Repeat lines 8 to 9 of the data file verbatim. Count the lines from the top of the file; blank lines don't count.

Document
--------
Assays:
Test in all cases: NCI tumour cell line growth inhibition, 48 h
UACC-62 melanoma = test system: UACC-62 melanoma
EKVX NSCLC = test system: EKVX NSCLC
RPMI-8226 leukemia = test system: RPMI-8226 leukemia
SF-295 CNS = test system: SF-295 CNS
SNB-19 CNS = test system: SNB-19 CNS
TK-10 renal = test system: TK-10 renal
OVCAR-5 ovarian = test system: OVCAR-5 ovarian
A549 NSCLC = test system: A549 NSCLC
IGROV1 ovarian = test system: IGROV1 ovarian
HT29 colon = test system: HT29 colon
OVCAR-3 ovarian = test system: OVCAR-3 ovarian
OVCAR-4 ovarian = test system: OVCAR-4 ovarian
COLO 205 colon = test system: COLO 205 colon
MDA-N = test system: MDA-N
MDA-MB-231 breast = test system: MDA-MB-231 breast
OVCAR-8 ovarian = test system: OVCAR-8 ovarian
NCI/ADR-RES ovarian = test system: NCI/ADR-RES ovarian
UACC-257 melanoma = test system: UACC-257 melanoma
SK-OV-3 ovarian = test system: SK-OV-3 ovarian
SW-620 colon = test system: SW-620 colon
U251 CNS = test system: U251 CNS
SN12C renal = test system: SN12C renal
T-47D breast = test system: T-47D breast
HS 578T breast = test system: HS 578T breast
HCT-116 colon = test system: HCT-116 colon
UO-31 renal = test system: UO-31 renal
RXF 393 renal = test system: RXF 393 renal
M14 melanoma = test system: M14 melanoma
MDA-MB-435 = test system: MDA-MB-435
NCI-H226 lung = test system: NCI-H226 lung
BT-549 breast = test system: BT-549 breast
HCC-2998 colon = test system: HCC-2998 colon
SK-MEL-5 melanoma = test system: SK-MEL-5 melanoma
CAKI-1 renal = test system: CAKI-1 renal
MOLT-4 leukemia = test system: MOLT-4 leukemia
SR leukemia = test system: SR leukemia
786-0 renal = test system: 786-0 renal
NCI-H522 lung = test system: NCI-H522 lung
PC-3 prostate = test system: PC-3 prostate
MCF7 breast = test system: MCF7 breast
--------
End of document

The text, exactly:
TK-10 renal = test system: TK-10 renal
OVCAR-5 ovarian = test system: OVCAR-5 ovarian